I don't however always buy 'local' (as in grown in NZ) fruits, but the only two things I can think of that I would definately buy as overseas produce are apples and bananas! but I would say that most import items in the grocery dept are well labeled enough (at least in my supermarket) to know if they are NZ grown or imported. In regards to other items that I pop in my trolley, yes, I can say that I buy imported foods - given price & the depth of my husband's wallet!

uli, Jan 23, 8:48am
Good point maxwell. inc - never thought of that :)

And bex32 - yes - many people cannot be "bothered" (whatever that might mean) to even read the labels - let alone think about (or inform themselves) what these "ingredients" mean for your body.

I still maintain if you are willing and interested you can produce close to 100% of your food yourself without too much effort (I should know - I am on crutches since 5 years now) - however if you indulge in the theory of "food miles" or "veganism" (so we can feed 10 billion on earth instead of 6 billion) - or any other ideology for that matter -then you will have an easy cop-out and can keep "discussing" instead of doing.

Let's see if this post is going to be "moderated" along with most of my other posts that I have posted in the last week LOL :)
Maybe I should learn to do screenshots :)

bex32, Jan 23, 9:44am
Thats right uli - people don't know, and lots of them don't want to know either. I think it is slowly starting to make more of an impact on people's lives now, more so than say 10 years ago. Although you have to make an effort, it is well worth it.

buzzy110, Jan 23, 10:09pm
uli screen shots are simplicity itself. First open a Word document (or you can do it last). Position the item you want a screen shot of and press the button on your keyboard that has - Prtscn/SysRq. Now go back to your empty document, right click and paste.

Couldn't be easier but the problem is that the saved version is much smaller than the original. Better to open a document and copy your posts directly into that with the name of the thread as a title.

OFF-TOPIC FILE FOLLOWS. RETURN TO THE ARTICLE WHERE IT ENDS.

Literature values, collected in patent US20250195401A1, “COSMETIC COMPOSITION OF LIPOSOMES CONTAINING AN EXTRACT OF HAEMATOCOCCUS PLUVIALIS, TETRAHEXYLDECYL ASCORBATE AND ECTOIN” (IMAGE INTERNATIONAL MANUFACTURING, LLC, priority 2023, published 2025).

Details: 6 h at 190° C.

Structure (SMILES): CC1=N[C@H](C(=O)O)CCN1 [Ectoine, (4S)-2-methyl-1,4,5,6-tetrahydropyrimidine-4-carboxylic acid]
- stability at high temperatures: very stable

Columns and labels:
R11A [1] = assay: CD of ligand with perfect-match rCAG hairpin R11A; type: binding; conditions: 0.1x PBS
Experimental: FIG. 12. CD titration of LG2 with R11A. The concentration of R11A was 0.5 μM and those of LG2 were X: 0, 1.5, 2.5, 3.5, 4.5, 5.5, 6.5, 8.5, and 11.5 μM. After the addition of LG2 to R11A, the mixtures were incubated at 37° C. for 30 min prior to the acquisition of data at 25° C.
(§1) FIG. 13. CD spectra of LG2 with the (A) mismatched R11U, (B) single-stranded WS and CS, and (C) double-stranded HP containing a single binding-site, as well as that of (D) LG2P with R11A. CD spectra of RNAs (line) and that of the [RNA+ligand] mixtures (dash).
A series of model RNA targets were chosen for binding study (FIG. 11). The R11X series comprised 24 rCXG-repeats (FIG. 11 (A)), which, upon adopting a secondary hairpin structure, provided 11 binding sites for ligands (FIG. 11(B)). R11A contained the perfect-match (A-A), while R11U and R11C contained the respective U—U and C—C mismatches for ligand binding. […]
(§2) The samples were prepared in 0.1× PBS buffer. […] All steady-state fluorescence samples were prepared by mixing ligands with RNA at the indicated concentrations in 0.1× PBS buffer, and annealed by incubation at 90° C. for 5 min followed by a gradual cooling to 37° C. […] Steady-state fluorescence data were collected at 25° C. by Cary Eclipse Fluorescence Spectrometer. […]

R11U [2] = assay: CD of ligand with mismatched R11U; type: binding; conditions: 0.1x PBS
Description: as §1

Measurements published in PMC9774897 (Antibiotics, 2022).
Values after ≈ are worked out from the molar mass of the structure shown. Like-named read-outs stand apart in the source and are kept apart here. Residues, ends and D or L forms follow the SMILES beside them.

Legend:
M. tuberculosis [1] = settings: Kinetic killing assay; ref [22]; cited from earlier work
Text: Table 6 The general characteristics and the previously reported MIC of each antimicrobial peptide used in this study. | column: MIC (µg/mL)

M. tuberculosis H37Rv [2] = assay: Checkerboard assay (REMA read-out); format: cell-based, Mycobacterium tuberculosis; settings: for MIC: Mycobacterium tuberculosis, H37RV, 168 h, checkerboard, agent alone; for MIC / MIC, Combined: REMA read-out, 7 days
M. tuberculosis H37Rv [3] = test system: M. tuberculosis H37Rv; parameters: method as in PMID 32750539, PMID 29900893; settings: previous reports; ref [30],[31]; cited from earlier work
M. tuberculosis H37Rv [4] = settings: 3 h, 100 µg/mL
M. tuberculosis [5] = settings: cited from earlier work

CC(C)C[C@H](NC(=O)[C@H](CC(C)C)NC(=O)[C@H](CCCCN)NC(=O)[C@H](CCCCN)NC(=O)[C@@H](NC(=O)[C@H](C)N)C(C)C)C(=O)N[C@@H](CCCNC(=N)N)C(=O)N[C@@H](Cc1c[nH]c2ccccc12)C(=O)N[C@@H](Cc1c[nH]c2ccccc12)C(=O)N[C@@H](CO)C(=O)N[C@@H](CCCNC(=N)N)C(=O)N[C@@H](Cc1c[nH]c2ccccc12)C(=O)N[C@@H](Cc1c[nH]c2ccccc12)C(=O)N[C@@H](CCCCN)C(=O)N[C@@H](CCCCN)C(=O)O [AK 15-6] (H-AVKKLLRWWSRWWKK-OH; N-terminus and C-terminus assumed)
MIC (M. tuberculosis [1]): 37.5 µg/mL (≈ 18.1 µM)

Or you could just do the screen shot and zoom the page you are pasting it into to 200%. Actually, that is easier.

winnie231, Jan 23, 10:34pm
I certainly look at where things have come from when I'm shopping.
I look for things from my neighbourhood first, Golden Bay second, the Nelson region third, ... and so on.
I don't know if this makes much difference in the big scheme of things but I feel good supporting local growers/producers before others.

timetable, Jan 24, 12:46am
hi everyone - hey thanks for all your comments and thoughts - interesting reading... .

we have always had our own vege garden and have preserved etc... fruit at this stage tends to be brought from central otago or ettrick and the supermarket... . . we are blessed with farm meat:grow our own cattlebeast and pigs, buying hoggets off a friends. have fleging berry plants at home but not enough to supply us with enough for all our jam needs.

i was interested in what the participants in the programme a week or three back, had said about how they had limited their 'food miles' by more than what they had even invisaged (sp) and that it was paying dividends in so many ways. i guess it does depend on what your options are, how much a person can be self seficent and what each of our circumstances are in regard to abilites, likes, dislikes etc... . its all relevant in our own contexts...

blessings all and thanks again for your thoughts...

babychick6, Jan 24, 7:46am
In the supermarket this morning Kiwi fruit from Italy and all the Apples from USA. No I didn't buy any but had been to the local market for my fruit, vege and fish.

Uli, I do not live in Gore but I do live in Southland. How can a person in a flat have a cow for milk? Be realistic about how the majority of people live, in cities and towns without the space to grow more than their vege needs.

uli, Jan 24, 8:42am
babychick6 - the reality IS the problem - we cannot go back to real life now - can we?

This means we cannot feed ourselves "normal food" - and this is what worries me greatly.

There is no way we can be healthy with what we now label "normal food" or a "balanced diet" (which is not "balanced" at all but something like 70% carbs instead of meat, veges and fat - which is what our body has evolved to deal with).

So there IS the problem for you and me and everyone else - we cannot feed ourselves a normal human diet any more - sadly.

If you'd like to know more then read "The Vegetarian Myth": Food, Justice, and Sustainability - by Lierre Keith. It is better than anything I could write here - in fact it is the book I wanted to write 20 years ago.